[Taxacom] Fading role of traditional taxonomists

John Grehan jgrehan at sciencebuff.org
Tue Jun 2 13:32:27 CDT 2009


It remains to be demonstrated that cladistics can be blamed for the
decline in taxonomy and systematics.

As for combining with molecular analysis - if that is incumbent upon all
molecular practitioners then perhaps that would be fair. If, however,
comparative morphology is an independent science providing "evolutionary
connections", then molecular analysis of relationships is moot because
if they agree then fine, and if they disagree then so what?

John Grehan
 

> -----Original Message-----
> From: taxacom-bounces at mailman.nhm.ku.edu [mailto:taxacom-
> bounces at mailman.nhm.ku.edu] On Behalf Of Richard Zander
> Sent: Tuesday, June 02, 2009 1:50 PM
> To: Mario Blanco; TAXACOM
> Subject: Re: [Taxacom] Fading role of traditional taxonomists
> 
> I think there are some specific problems that may be addressed that
may
> alleviate the "dying out" of taxonomy.
> 
> It is the COMBINATION of molecular analysis (tracking genetic lineages
> and isolation events but not necessarily speciation events) and
natural
> taxa (in Darwin's sense of genealogy plus differences, coupled with
all
> aspects of biology including biogeography, chromosome counts, syn and
> autecology, chemistry, whatever, being a rational, consolidation of an
> evolutionary trajectory through time in space) that provides advances
in
> systematics (molecular analysis providing evolutionary connections,
and
> "traditional" taxonomy providing that which evolves along those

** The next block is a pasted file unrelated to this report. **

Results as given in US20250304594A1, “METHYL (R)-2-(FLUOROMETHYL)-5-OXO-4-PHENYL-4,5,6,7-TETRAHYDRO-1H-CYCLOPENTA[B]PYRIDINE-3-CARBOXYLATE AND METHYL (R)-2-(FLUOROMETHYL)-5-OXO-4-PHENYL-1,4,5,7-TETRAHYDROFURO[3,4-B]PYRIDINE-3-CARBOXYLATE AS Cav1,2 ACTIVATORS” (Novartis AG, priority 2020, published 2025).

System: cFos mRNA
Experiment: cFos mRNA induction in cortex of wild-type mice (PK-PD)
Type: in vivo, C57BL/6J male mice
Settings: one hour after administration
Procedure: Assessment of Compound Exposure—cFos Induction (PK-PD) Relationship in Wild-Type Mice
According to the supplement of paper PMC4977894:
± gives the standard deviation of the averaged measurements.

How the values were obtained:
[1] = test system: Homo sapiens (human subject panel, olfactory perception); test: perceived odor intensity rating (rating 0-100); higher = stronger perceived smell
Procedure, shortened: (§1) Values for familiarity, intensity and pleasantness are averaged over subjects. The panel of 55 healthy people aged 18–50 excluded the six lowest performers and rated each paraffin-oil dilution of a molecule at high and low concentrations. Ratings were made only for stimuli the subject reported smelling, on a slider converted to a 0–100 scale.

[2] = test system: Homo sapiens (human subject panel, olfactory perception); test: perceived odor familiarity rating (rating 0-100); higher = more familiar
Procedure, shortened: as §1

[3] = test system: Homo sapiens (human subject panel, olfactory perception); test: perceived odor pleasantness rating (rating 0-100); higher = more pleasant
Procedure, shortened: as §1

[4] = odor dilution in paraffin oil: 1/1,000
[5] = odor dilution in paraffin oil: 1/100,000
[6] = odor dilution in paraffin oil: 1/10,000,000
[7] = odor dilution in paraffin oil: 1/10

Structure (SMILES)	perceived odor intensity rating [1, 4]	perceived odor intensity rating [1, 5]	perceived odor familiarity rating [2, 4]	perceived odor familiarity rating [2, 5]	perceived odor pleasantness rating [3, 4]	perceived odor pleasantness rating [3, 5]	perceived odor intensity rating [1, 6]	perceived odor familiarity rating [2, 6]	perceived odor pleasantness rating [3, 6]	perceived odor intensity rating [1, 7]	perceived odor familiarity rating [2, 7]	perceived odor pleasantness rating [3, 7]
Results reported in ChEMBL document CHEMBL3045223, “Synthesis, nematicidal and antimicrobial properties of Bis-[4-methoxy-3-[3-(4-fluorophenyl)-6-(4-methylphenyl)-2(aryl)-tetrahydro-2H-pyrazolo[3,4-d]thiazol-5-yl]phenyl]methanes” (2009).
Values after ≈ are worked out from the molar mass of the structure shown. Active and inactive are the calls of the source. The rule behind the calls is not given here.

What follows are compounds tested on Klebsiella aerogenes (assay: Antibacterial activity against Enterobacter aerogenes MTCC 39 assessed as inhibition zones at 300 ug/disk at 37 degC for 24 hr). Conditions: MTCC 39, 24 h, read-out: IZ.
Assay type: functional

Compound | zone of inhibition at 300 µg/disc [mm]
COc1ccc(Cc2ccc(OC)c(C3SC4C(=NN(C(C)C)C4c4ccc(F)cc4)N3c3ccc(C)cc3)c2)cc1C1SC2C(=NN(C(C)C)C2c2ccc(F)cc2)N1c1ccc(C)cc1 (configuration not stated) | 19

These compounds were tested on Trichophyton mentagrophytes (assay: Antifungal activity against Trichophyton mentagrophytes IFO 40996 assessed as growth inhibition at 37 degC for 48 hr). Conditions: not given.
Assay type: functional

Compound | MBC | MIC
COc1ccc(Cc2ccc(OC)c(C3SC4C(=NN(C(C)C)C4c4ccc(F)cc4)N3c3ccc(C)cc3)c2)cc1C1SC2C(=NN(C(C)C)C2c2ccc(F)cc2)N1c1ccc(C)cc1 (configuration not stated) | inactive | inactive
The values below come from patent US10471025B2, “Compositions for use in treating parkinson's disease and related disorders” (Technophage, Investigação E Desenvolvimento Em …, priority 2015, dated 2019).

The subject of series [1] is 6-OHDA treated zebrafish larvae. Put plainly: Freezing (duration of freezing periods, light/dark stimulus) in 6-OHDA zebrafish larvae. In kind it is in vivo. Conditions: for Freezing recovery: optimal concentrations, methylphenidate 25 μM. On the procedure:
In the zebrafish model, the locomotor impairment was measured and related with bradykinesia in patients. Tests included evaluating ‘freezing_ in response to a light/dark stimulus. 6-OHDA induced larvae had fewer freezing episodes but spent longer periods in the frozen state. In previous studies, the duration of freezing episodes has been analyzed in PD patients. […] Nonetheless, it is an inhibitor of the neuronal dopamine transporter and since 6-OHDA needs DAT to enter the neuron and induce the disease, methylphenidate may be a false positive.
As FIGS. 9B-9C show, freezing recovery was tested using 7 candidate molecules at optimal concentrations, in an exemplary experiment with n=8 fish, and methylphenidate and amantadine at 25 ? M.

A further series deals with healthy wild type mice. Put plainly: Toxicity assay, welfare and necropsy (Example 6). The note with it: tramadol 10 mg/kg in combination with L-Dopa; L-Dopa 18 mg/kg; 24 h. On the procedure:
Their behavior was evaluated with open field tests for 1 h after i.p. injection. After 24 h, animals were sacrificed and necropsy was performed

> connections).
> 
> Not genealogy alone. Strict phylogenetic monophyly is a ticking bomb
in
> the heart of phylogenetics. It leads to:
> 
> 1. The inability to identify organisms, particularly from expressed
> traits important in evolution.
> 
> 2. Increasing reliance on an artificial classification (holophyly),
> which has got to alienate all rational biologists except
> phylogeneticists (whose methods only generate information on
> sister-group relationships as far as they are concerned).
> 
> If classification by holophyly is not soon identified as a shuck and
> abandoned, I give systematics five years before there are no students
> and the rest of us give up.
> 
> *****************************
> Richard H. Zander
> Voice: 314-577-0276
> Missouri Botanical Garden
> PO Box 299
> St. Louis, MO 63166-0299 USA
> richard.zander at mobot.org
> Web sites: http://www.mobot.org/plantscience/resbot/
> and http://www.mobot.org/plantscience/bfna/bfnamenu.htm
> Non-post deliveries to:
> Missouri Botanical Garden, 4344 Shaw Blvd., St. Louis, MO 63110
> *****************************
> 
> 
> -----Original Message-----
> From: taxacom-bounces at mailman.nhm.ku.edu
> [mailto:taxacom-bounces at mailman.nhm.ku.edu] On Behalf Of Mario Blanco
> Sent: Tuesday, June 02, 2009 11:56 AM
> To: TAXACOM
> Subject: [Taxacom] Fading role of traditional taxonomists
> 
> I know this topic is familiar with most members of this forum, but
here
> is a link to a recent article about it in The Scientist, with some
> interesting data on the performance of the PEET program:
> 
> http://www.the-scientist.com/2009/06/1/32/1/
> 
> 
> 
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